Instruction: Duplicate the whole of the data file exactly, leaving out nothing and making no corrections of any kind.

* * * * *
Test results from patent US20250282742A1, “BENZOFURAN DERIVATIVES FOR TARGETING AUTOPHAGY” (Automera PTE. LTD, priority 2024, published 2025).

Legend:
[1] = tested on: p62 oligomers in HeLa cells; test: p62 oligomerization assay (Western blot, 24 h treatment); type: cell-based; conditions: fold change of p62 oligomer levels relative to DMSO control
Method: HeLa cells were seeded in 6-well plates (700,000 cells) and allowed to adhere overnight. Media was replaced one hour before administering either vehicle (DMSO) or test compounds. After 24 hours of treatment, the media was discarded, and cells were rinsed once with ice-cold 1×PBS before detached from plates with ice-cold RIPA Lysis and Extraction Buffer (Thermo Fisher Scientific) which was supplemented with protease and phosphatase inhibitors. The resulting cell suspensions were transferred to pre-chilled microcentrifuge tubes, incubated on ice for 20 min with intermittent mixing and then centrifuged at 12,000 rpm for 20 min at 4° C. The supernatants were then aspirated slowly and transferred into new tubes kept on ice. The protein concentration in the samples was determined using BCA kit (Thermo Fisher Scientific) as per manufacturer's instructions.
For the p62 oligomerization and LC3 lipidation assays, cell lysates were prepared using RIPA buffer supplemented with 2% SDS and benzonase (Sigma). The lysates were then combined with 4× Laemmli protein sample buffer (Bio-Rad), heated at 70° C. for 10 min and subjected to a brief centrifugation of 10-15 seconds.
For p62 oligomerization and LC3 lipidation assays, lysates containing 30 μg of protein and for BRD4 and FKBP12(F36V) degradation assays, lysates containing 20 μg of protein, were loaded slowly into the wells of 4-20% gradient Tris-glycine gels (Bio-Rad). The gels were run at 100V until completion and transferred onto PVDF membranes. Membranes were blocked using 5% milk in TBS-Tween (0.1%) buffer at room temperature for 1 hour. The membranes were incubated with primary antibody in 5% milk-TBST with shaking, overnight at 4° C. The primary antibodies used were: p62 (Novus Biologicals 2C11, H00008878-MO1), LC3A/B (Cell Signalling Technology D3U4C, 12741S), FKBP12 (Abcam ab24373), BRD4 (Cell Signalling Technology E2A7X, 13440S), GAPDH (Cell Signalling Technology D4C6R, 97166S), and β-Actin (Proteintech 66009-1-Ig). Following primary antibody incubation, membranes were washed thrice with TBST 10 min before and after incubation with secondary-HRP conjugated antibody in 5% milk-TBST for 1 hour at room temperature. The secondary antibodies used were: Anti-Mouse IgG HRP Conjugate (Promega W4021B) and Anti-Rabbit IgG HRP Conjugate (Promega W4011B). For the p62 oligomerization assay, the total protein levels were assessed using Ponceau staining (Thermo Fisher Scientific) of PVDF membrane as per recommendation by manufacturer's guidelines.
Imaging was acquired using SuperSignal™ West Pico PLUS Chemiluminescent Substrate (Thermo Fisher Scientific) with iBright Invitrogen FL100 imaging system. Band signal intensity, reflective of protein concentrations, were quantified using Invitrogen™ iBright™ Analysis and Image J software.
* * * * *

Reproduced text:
Test results from patent US20250282742A1, “BENZOFURAN DERIVATIVES FOR TARGETING AUTOPHAGY” (Automera PTE. LTD, priority 2024, published 2025).

Legend:
[1] = tested on: p62 oligomers in HeLa cells; test: p62 oligomerization assay (Western blot, 24 h treatment); type: cell-based; conditions: fold change of p62 oligomer levels relative to DMSO control
Method: HeLa cells were seeded in 6-well plates (700,000 cells) and allowed to adhere overnight. Media was replaced one hour before administering either vehicle (DMSO) or test compounds. After 24 hours of treatment, the media was discarded, and cells were rinsed once with ice-cold 1×PBS before detached from plates with ice-cold RIPA Lysis and Extraction Buffer (Thermo Fisher Scientific) which was supplemented with protease and phosphatase inhibitors. The resulting cell suspensions were transferred to pre-chilled microcentrifuge tubes, incubated on ice for 20 min with intermittent mixing and then centrifuged at 12,000 rpm for 20 min at 4° C. The supernatants were then aspirated slowly and transferred into new tubes kept on ice. The protein concentration in the samples was determined using BCA kit (Thermo Fisher Scientific) as per manufacturer's instructions.
For the p62 oligomerization and LC3 lipidation assays, cell lysates were prepared using RIPA buffer supplemented with 2% SDS and benzonase (Sigma). The lysates were then combined with 4× Laemmli protein sample buffer (Bio-Rad), heated at 70° C. for 10 min and subjected to a brief centrifugation of 10-15 seconds.
For p62 oligomerization and LC3 lipidation assays, lysates containing 30 μg of protein and for BRD4 and FKBP12(F36V) degradation assays, lysates containing 20 μg of protein, were loaded slowly into the wells of 4-20% gradient Tris-glycine gels (Bio-Rad). The gels were run at 100V until completion and transferred onto PVDF membranes. Membranes were blocked using 5% milk in TBS-Tween (0.1%) buffer at room temperature for 1 hour. The membranes were incubated with primary antibody in 5% milk-TBST with shaking, overnight at 4° C. The primary antibodies used were: p62 (Novus Biologicals 2C11, H00008878-MO1), LC3A/B (Cell Signalling Technology D3U4C, 12741S), FKBP12 (Abcam ab24373), BRD4 (Cell Signalling Technology E2A7X, 13440S), GAPDH (Cell Signalling Technology D4C6R, 97166S), and β-Actin (Proteintech 66009-1-Ig). Following primary antibody incubation, membranes were washed thrice with TBST 10 min before and after incubation with secondary-HRP conjugated antibody in 5% milk-TBST for 1 hour at room temperature. The secondary antibodies used were: Anti-Mouse IgG HRP Conjugate (Promega W4021B) and Anti-Rabbit IgG HRP Conjugate (Promega W4011B). For the p62 oligomerization assay, the total protein levels were assessed using Ponceau staining (Thermo Fisher Scientific) of PVDF membrane as per recommendation by manufacturer's guidelines.
Imaging was acquired using SuperSignal™ West Pico PLUS Chemiluminescent Substrate (Thermo Fisher Scientific) with iBright Invitrogen FL100 imaging system. Band signal intensity, reflective of protein concentrations, were quantified using Invitrogen™ iBright™ Analysis and Image J software.